"Mel Gibson's Apocalypto" opens with a quotation from the philosopher-historian Will Durant: "A great civilization is not conquered from without until it has destroyed itself from within." This is a great quote, but extremely problematic for the movie that follows. The campaign by the Spanish conquistadors against the Maya states began in the early 16th century and ended at the end of the 17th century when the last Maya stronghold, the Itza capital of Tayasal on Lake Petén Itzá, fell. The Maya were organized into a number of independent states that had to be conquered one by one, in contrast to the Spanish campaigns against the Aztec and Inca nations where overthrowing a single political center proved to be the key to conquest. Durant's quote talks about corruption within being followed by external conquest, what we usually associate with the decadence that preceded the fall of Rome, but that does not apply to what happened to the Maya. Besides, even those Mesoamerican cultures that did not engage in human sacrifice were going to be immune to the myriad diseases that Europeans brought to the Americas and which decimates entire peoples.
By the time this movie came out in 2006 the fact it was entitled "Mel Gibson's Apocalypto" hurt rather than helped it at the box office. On July 28, 2006, Gibson was arrested in California for speeding and on suspicion of drunk driving. During his arrest Gibson made a series of anti-Semitic remarks, and since his previous film, "The Passion of the Christ," was criticized for alleged anti-Semitic elements, this was potentially a major nail in the coffin for Gibson. "Apocalypto" cost $40 million to make and took in just short of $51 million in the U.S., which would make it a major disappointment. But beyond the bad publicity for the man who co-wrote (with Farhad Safinia), directed and produced the film there was the additional hurdle that all of the dialogue is spoken in the Yucatec Maya language, which is still spoken today. The fact that there are subtitles involved will remind many viewers of Gibson's "The Passion of the Christ," as will the depictions of violence (to a lesser degree). Just let me say that I ended up watching this DVD by myself because nobody else wanted to "read" the movie. This is too bad, because the film is a visual delight.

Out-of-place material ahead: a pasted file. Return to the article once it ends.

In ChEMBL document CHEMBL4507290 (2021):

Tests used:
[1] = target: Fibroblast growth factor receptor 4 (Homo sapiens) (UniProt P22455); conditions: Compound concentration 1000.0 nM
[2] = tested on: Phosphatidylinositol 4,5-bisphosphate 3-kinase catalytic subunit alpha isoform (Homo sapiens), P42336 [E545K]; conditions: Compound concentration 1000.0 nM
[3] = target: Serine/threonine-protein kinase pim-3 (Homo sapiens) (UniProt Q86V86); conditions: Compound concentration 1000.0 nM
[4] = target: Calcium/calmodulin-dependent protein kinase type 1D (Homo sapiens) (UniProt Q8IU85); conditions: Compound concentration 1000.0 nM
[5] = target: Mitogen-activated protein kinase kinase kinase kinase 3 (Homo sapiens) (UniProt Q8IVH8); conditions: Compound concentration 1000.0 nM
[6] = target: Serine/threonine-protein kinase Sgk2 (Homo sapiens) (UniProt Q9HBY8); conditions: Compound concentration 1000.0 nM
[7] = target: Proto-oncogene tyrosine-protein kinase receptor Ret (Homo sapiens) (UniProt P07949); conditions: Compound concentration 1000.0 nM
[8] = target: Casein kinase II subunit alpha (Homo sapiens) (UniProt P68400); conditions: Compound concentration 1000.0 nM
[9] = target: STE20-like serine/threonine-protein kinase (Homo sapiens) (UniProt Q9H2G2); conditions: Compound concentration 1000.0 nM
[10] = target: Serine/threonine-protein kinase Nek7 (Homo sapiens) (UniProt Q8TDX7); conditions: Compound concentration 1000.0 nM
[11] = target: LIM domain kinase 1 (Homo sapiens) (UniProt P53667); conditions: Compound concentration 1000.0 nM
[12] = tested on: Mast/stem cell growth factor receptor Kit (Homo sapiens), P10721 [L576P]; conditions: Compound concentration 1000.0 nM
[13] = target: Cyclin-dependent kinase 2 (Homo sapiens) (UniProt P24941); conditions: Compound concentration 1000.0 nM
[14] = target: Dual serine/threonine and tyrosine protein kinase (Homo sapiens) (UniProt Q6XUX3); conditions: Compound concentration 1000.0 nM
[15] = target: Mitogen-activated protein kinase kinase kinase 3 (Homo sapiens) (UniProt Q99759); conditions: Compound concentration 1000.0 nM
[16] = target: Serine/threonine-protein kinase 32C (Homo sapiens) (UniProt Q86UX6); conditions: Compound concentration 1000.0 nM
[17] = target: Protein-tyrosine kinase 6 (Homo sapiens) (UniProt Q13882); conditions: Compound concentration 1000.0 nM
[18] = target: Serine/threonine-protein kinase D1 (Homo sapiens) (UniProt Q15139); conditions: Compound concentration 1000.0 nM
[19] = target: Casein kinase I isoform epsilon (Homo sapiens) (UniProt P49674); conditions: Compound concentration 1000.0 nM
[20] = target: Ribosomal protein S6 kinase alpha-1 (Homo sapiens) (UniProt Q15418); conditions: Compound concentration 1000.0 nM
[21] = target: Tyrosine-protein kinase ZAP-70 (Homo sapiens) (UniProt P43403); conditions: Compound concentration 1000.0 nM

"Apocalypto" is set in Mesoamerica on the eve of the arrival of the Spanish, presumably on the Yucatan peninsula. After a tapir hunt, Jaguar Paw (Rudy Youngblood) and the group of young hunters led by his father Flint Sky (Morris Birdyellowhead) encounter a group of refugees who seek permission to pass through the forest. More important than the Durant quote is the story told that night by the village elder of how human beings always want more, despite having the best gifts from each of the animals of the forest. The fable comes to life when a party of Maya raiders, led by Zero Wolf (Raoul Trujillo), attacks the village. Jaguar Paw is able to lower his pregnant wife Seven (Dalia Hernandez) and his young son by a vine into a small ground cave before he is captured by the vicious Middle Eye (Gerardo Tarcena). While the captives are taken to a Maya City, Jaguar Paw worries about his wife and child, trapped in the cave and unable to escape..
Actually, for most of the last act of this film you will not be doing a lot of reading, because "Apocalypto" turns out to be, in the end at least, a chase movie. "Death Proof" was suppose to be a big time chase movie, but I have to tell you "Apocalypto" is a whole lot better in that regard. The movie I was reminded most of us ended up being "The Last of the Mohicans," not just because most of the action takes place in a lush green forest, but also because most of the memorable moments in both films have to do with people look at each other. It has been a long time since I have seen somebody bore holes through people with their eyes the way Zero Wolf does in this movie. Actually, there is another point of comparison between the two movies in that Jaguar Paw runs even more than Nathaniel ever did. I want to add that my favorite performance in the film was by Morris Birdyellowhead: in his final scene as Flint Sky, I was no longer aware that he was acting, so thoroughly had he become his character for me.
The title does not have anything to do with the related term apocalypse, despite the obvious implications, because "Apocalypto" is a Greek term that translates as "new beginning." The significance here is more ironic than anything else, because the story really is about an ending more than any beginning that takes place after the final credits. "Apocalypto" was nominated for Oscars for Makeup, Sound Editing, and Sound Mixing, and certainly the makeup and costumes we see in the Maya city are absolutely spectacular. However, while the depiction of Maya culture, architecture and dress is visually impressive, it has been criticized by scholars as being unauthentic and superficial. Apparently the film takes bits and pieces from various people and time periods to create this picture of the Maya. Fortunately I never take what I see in movies as gospel when it comes to history and culture, and I would encourage you to check out what you can find online about the Maya once this film sparks your interest. I have already learned a lot on the subject.